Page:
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Thread: Low og dry sparkling mead

  1. #1

    Default Low og dry sparkling mead

    Hello everyone,
    This is my first time posting here. I have a low gravity dry mead that was started this past saturday.

    Ingredients
    1 mint green tea bag
    1lb. organic wildflower honey
    1gal spring water
    us-05 dry yeast

    First i heated the water up to 160 and added half the pack of yeast to the water(for nutrients,need to buy some) and the the tea bag, took it off the heat and let steep for 20 mins. Once the water cooled to 120 I added the honey and stirred. Once the must was cool I transferred it to the fermenter and pitched the other 1/2 pack of yeast. It has been fermenting happily at around 65░F. Ill post pictures later tonight.
    I am just curious what the rest of you here think about my process and would also like any feedback on similar projects.

  2. #2

    Default

    Welcome to GotMead!


    I am assuming this is a one gallon batch?

    What flavor profile are you trying to get in your end result?

    Did you taste it once all ingredients minus yeast were mixed, if so was it subtle in flavor?


    If you are wanting the mint green tea to be the headliner I think you might be light from the start... Also assuming you removed the tea bag after steeping and didnt add it to the fermenter...

    In my limited experience I would taste it after primary and then possibly add another teabag or two in secondary to let the small amount of alcohol present leech more of the flavors of the tea leaves out...

    It really all depends on what you are trying to obtain in the end result...

    My $.02
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  3. #3

    Default

    Thanks for the .02 cents B. you got me thinking.

    I thought I was being thorough in my description of my process but I guess I did forget a few things. This is a one gallon test batch recipe. The end flavor profile I am not totally sure of. I have only made fruit meads of high gravity in the past. I tried it today and it tastes great! No real evidence of the tea bag I added(and then removed after the steep) except the slight color addition. I took a gravity reading once I got home from work and have only had a grav drop of .010, but its still fermenting strong. I then added back the same amount of water it took for the reading mixed with a fat TBS of honey and a tsp of yeast after heating to kill the yeast then cooling to match ferm temp.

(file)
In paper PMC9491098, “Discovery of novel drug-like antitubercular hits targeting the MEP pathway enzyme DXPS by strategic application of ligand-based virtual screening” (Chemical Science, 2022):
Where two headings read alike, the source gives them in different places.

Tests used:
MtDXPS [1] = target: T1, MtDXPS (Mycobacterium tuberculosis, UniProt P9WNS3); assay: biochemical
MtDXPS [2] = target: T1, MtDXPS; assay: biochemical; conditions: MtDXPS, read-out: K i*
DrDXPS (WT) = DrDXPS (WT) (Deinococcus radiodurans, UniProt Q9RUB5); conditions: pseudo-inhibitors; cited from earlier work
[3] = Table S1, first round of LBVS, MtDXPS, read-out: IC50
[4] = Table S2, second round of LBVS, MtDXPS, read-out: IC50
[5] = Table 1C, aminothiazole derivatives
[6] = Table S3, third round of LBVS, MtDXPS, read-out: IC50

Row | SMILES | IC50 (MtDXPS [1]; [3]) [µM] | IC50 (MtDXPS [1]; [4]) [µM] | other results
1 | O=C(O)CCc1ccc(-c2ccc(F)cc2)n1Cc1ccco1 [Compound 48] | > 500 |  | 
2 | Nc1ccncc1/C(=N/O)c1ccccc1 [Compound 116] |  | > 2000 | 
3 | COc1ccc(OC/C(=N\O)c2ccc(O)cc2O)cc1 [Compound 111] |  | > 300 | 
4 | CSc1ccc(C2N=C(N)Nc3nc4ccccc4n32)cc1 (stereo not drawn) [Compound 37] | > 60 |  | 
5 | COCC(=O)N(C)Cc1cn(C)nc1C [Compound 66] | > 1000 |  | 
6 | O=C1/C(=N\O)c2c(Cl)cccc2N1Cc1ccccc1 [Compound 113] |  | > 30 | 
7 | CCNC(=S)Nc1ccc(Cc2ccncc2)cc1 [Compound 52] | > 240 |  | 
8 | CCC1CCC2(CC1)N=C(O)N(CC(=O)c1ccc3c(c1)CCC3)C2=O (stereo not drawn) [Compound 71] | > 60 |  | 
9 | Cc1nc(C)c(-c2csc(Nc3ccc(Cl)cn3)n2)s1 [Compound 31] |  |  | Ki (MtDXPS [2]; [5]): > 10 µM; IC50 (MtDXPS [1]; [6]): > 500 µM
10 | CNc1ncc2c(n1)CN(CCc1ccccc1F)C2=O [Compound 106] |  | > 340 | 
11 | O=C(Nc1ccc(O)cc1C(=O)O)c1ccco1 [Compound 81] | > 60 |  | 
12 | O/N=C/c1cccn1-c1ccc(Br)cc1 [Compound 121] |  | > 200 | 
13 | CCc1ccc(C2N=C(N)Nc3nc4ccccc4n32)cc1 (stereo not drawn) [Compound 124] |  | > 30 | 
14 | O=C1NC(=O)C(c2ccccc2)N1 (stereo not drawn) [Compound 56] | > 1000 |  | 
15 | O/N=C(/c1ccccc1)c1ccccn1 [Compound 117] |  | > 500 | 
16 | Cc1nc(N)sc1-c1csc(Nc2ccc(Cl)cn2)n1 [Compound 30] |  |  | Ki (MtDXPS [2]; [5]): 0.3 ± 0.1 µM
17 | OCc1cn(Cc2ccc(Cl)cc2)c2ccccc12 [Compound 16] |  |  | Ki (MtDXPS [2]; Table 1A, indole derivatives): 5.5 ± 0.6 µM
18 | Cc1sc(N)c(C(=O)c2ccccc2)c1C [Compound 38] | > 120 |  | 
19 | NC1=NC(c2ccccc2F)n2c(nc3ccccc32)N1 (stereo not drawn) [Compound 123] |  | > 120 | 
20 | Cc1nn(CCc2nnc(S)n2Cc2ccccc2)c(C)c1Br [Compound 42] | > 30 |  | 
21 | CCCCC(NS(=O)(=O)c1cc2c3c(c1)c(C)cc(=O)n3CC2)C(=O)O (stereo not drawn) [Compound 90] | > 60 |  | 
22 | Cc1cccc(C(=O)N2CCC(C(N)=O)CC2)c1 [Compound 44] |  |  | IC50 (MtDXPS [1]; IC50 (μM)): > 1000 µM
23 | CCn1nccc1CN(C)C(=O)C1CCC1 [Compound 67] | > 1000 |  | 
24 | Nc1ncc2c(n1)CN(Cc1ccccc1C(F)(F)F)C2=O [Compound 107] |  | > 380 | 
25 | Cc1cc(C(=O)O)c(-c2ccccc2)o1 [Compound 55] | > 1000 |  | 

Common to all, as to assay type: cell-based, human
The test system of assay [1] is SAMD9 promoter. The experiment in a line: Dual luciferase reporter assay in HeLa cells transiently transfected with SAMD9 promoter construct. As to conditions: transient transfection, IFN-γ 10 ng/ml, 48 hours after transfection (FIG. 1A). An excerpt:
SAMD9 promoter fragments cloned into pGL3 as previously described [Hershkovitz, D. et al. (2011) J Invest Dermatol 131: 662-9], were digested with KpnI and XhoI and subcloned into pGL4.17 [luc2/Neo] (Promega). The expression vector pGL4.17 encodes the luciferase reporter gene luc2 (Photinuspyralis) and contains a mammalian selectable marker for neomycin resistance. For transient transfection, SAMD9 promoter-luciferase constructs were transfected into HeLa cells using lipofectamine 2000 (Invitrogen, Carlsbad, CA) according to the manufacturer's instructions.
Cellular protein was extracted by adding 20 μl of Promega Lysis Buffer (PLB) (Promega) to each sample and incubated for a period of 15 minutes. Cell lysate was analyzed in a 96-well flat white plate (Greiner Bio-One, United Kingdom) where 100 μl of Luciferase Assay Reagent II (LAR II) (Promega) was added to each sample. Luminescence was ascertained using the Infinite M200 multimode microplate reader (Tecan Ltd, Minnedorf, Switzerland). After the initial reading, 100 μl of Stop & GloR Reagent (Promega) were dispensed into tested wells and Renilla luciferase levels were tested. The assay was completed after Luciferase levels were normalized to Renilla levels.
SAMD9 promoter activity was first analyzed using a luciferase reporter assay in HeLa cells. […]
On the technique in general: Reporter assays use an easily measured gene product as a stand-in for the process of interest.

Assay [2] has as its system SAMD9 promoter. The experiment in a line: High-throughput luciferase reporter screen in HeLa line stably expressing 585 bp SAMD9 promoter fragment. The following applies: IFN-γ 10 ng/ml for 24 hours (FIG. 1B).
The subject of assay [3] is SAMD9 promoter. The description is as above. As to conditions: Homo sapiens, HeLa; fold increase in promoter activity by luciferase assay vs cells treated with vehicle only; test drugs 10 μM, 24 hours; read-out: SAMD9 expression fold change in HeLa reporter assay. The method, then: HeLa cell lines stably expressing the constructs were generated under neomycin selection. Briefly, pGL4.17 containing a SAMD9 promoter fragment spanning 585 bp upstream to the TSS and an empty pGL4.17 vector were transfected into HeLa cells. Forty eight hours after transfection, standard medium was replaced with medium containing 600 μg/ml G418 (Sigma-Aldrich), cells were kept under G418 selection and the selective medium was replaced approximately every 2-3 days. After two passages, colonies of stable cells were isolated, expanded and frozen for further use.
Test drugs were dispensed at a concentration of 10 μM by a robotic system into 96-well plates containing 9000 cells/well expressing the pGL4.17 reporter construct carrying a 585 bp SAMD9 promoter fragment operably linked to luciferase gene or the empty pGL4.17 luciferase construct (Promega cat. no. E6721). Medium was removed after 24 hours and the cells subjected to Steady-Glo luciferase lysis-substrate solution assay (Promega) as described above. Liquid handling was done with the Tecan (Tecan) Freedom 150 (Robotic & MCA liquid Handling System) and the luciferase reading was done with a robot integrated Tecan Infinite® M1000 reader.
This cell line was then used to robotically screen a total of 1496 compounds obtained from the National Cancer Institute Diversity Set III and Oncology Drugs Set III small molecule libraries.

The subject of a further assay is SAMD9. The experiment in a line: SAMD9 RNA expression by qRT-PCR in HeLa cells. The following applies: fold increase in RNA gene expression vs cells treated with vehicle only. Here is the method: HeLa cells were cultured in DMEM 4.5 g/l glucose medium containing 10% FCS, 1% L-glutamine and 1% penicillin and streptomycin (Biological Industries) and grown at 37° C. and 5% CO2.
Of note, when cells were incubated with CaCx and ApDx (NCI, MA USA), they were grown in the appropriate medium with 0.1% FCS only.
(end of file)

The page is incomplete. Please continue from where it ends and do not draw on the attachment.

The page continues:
4. #4

    Default

    Quote Originally Posted by MEAD333 View Post
    Thanks for the .02 cents B. you got me thinking.

    I thought I was being thorough in my description of my process but I guess I did forget a few things. This is a one gallon test batch recipe. The end flavor profile I am not totally sure of. I have only made fruit meads of high gravity in the past. I tried it today and it tastes great! No real evidence of the tea bag I added(and then removed after the steep) except the slight color addition. I took a gravity reading once I got home from work and have only had a grav drop of .010, but its still fermenting strong. I then added back the same amount of water it took for the reading mixed with a fat TBS of honey and a tsp of yeast after heating to kill the yeast then cooling to match ferm temp.
    Glad I was able to stimulate your noggin...

    I will be interested to hear how this turns out for you, and what changes you might possibly make as you go along. As it ages the tea might make a comeback on the flavor profile, but in my limited knowledge, i would still assume that it would be light and subtle with the original quantity you used. I have been thinking of starting a ginger tea/peach variation so keep us updated on your progess if you could.

    BTW, it is possible to return your samples taken for readings to your batch with no ill effects. You just have to make sure you SANITIZE everything that touches it first. It is totally a matter of personal preference, but wanted to make sure you knew it was possible.
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  5. #5
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    Default

    I'm pretty sure the 160F will kill the yeast, but next time I'd reccommend microwaving or boiling it in water for at least a few minutes to make sure the yeast cells lyse (pop), otherwise all the good stuff you want the other yeast to be able to eat might be trapped inside the cell membranes... although at a low OG, I often skip the nutrients altogether and it always seems to work out fine.
    "The main ingredient needed is 'time' followed closely by 'patience'." - The Bishop 2013
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  6. #6

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    So the mead tastes pretty dang good right now. It also has a decent amount of C02 from fermentation which helps me get a better idea of the end product. Im going to let it age as long as I can before bottling just to make sure the gravity is all the way down. This week i hope to make a 5 gallon batch of something similar to put into my new keg system I just got

  7. #7

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    Welcome to the forum.

    Roger
    Primary: Welches Grape Wine
    Primary: Blackberry Melomel
    Primary: Joe Mattioli's Foolproof Ancient Orange

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